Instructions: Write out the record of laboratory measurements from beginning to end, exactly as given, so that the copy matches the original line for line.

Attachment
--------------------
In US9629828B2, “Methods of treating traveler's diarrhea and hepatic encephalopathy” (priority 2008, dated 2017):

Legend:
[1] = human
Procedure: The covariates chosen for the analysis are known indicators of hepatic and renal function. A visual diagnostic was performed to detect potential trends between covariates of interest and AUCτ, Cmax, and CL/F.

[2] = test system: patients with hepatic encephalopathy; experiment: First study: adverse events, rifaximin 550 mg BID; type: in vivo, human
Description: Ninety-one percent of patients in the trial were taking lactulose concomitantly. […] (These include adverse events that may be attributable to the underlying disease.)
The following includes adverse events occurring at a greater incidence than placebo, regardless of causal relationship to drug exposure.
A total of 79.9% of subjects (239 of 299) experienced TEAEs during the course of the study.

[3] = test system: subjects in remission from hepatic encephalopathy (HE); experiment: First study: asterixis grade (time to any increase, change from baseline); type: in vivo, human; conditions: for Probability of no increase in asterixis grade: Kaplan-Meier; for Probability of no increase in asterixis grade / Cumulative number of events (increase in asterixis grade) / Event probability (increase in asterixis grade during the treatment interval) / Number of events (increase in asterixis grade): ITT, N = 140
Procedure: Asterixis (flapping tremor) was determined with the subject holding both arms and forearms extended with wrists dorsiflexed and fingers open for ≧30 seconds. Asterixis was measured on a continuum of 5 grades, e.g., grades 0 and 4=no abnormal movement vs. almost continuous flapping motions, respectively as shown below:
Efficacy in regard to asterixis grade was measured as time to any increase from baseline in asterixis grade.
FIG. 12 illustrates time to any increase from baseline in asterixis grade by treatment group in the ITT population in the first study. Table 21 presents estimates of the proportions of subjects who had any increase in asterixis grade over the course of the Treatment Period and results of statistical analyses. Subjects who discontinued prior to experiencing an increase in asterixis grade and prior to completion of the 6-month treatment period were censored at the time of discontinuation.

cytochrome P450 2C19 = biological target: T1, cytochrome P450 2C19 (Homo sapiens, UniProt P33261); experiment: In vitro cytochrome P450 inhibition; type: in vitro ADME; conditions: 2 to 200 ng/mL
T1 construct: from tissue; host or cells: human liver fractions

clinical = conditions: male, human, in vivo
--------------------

In US9629828B2, “Methods of treating traveler's diarrhea and hepatic encephalopathy” (priority 2008, dated 2017):

Legend:
[1] = human
Procedure: The covariates chosen for the analysis are known indicators of hepatic and renal function. A visual diagnostic was performed to detect potential trends between covariates of interest and AUCτ, Cmax, and CL/F.

[2] = test system: patients with hepatic encephalopathy; experiment: First study: adverse events, rifaximin 550 mg BID; type: in vivo, human
Description: Ninety-one percent of patients in the trial were taking lactulose concomitantly. […] (These include adverse events that may be attributable to the underlying disease.)
The following includes adverse events occurring at a greater incidence than placebo, regardless of causal relationship to drug exposure.
A total of 79.9% of subjects (239 of 299) experienced TEAEs during the course of the study.

[3] = test system: subjects in remission from hepatic encephalopathy (HE); experiment: First study: asterixis grade (time to any increase, change from baseline); type: in vivo, human; conditions: for Probability of no increase in asterixis grade: Kaplan-Meier; for Probability of no increase in asterixis grade / Cumulative number of events (increase in asterixis grade) / Event probability (increase in asterixis grade during the treatment interval) / Number of events (increase in asterixis grade): ITT, N = 140
Procedure: Asterixis (flapping tremor) was determined with the subject holding both arms and forearms extended with wrists dorsiflexed and fingers open for ≧30 seconds. Asterixis was measured on a continuum of 5 grades, e.g., grades 0 and 4=no abnormal movement vs. almost continuous flapping motions, respectively as shown below:
Efficacy in regard to asterixis grade was measured as time to any increase from baseline in asterixis grade.
FIG. 12 illustrates time to any increase from baseline in asterixis grade by treatment group in the ITT population in the first study. Table 21 presents estimates of the proportions of subjects who had any increase in asterixis grade over the course of the Treatment Period and results of statistical analyses. Subjects who discontinued prior to experiencing an increase in asterixis grade and prior to completion of the 6-month treatment period were censored at the time of discontinuation.

cytochrome P450 2C19 = biological target: T1, cytochrome P450 2C19 (Homo sapiens, UniProt P33261); experiment: In vitro cytochrome P450 inhibition; type: in vitro ADME; conditions: 2 to 200 ng/mL
T1 construct: from tissue; host or cells: human liver fractions

clinical = conditions: male, human, in vivo